Feature Barcelona

Gemili still coming to terms with selection for World Juniors and Olympic Games

Adam Gemili from United Kingdom  during the IAAF Press Conference before the start of the 14th IAAF World Junior Championships in Barcelona (Getty Images)Adam Gemili from United Kingdom during the IAAF Press Conference before the start of the 14th IAAF World Junior Championships in Barcelona (Getty Images) © Copyright
Former footballer Adam Gemili is still coming to terms after a little over a year as a sprinter he will compete in this week's IAAF World Junior Championships before realising every athlete’s dream by taking his place on the 100 metres start line at the Olympic Games.

Gemili was only eight when signed by Chelsea before moving on to Reading in a lower division and then non-league side Thurrock before quitting and concentrating on a track and field career after winning a European Junior silver medal last summer.

That success broadened his vision and he immediately set his sights on winning a British World Junior 4x100 relay slot before sensationally clocking 10.08 at a meeting in Regensburg, Germany on June 2.

Now Gemili the fastest man at the Championships and where his heat will start in Barcelona's 1992 Olympic Stadium around lunchtime tomorrow, is being tipped to become the fourth Briton to life the 100m gold medal following the previous successes of Christian Malcolm, Mark Lewis-Francis and Harry Aikines-Aryeetey.

"Obviously those three others are amazing in what they've done," said Gemili, Europe second and his country's fastest performer this year. "They've come to the Junior Champs and done so well. I look up to them. Hopefully I will follow in their footsteps."

Gemili who also admires Linford Christie winner of the Olympic 100m crown on the Barcelona track 20 years ago this month, added: "It was a surprise when I ran 10.08 so quickly.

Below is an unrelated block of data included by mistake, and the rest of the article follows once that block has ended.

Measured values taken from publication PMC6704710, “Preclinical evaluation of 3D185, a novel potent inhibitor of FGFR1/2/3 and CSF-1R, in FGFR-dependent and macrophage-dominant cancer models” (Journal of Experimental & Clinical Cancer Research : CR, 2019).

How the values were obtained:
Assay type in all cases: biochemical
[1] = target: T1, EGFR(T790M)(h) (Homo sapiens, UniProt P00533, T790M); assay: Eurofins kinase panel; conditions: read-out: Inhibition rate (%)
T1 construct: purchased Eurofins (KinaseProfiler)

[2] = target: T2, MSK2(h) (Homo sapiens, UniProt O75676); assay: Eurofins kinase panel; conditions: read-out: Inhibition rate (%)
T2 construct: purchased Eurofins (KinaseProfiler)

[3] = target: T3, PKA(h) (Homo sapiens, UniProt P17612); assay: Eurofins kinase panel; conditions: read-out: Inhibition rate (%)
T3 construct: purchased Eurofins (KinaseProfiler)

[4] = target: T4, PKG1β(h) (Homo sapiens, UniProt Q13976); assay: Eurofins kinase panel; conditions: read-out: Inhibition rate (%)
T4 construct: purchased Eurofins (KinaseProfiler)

"I did expect to do it one day but maybe not as quick as I did. When I ran 10.08 it was a great feeling. I couldn't believe it. I was speechless and couldn't get to sleep that night. I was just in shock so happy and over the moon."

Gemili who has benefited immensely from the coaching advice of the experienced Michael Afilaka, revealed: "At the start of the year the World Junior Championships was my main aim. The Olympics was just a massive bonus and I'm still focusing on the World Juniors now.

"I've come here to do as well as I can. Me and my coach have worked really really hard so that I can do the best I can and hopefully maintain it to the Olympic Games and do well there also."

Gemili aware there are some talented Caribbean and USA sprinters in the line-up, insisted: "I'm aware of a lot of my competitors but I am just focusing on my own race and my own lane. I am up there with them."

He also stressed that challenging the Championship record of 10.09 set by Trinidad's Darrel Brown 10-years ago in Kingston, Jamaica, is not a priority in his challenge for the gold medal.

"I'm not looking to talking times," said Gemili. "I want to execute my race and perform well. If I do that I will be happy."

"The last month or so has been really hectic and manic but I've enjoyed every moment of it and enjoyed showing people what I can do and how I can run."

David Martin for the IAAF